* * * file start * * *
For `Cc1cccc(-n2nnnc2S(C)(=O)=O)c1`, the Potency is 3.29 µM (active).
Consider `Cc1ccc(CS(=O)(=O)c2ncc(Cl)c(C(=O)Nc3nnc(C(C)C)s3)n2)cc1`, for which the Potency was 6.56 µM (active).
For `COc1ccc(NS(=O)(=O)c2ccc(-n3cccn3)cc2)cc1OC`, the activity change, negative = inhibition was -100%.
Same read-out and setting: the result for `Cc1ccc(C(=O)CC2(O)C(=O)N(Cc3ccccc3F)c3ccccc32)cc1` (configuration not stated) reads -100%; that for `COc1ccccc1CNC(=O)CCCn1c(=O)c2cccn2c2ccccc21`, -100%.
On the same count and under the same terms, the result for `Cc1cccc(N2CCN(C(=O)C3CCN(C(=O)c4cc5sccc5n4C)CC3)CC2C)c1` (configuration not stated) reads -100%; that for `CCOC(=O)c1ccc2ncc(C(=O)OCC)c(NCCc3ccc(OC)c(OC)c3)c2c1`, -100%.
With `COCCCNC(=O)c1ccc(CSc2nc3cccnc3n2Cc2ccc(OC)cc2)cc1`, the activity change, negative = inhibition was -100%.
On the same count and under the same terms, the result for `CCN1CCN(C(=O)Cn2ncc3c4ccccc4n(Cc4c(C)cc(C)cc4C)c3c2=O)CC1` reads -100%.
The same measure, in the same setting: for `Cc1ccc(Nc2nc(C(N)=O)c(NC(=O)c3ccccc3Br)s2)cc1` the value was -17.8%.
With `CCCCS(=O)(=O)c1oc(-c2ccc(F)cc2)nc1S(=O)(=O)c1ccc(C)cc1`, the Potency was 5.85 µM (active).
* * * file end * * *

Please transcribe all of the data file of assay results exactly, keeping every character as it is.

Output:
For `Cc1cccc(-n2nnnc2S(C)(=O)=O)c1`, the Potency is 3.29 µM (active).
Consider `Cc1ccc(CS(=O)(=O)c2ncc(Cl)c(C(=O)Nc3nnc(C(C)C)s3)n2)cc1`, for which the Potency was 6.56 µM (active).
For `COc1ccc(NS(=O)(=O)c2ccc(-n3cccn3)cc2)cc1OC`, the activity change, negative = inhibition was -100%.
Same read-out and setting: the result for `Cc1ccc(C(=O)CC2(O)C(=O)N(Cc3ccccc3F)c3ccccc32)cc1` (configuration not stated) reads -100%; that for `COc1ccccc1CNC(=O)CCCn1c(=O)c2cccn2c2ccccc21`, -100%.
On the same count and under the same terms, the result for `Cc1cccc(N2CCN(C(=O)C3CCN(C(=O)c4cc5sccc5n4C)CC3)CC2C)c1` (configuration not stated) reads -100%; that for `CCOC(=O)c1ccc2ncc(C(=O)OCC)c(NCCc3ccc(OC)c(OC)c3)c2c1`, -100%.
With `COCCCNC(=O)c1ccc(CSc2nc3cccnc3n2Cc2ccc(OC)cc2)cc1`, the activity change, negative = inhibition was -100%.
On the same count and under the same terms, the result for `CCN1CCN(C(=O)Cn2ncc3c4ccccc4n(Cc4c(C)cc(C)cc4C)c3c2=O)CC1` reads -100%.
The same measure, in the same setting: for `Cc1ccc(Nc2nc(C(N)=O)c(NC(=O)c3ccccc3Br)s2)cc1` the value was -17.8%.
With `CCCCS(=O)(=O)c1oc(-c2ccc(F)cc2)nc1S(=O)(=O)c1ccc(C)cc1`, the Potency was 5.85 µM (active).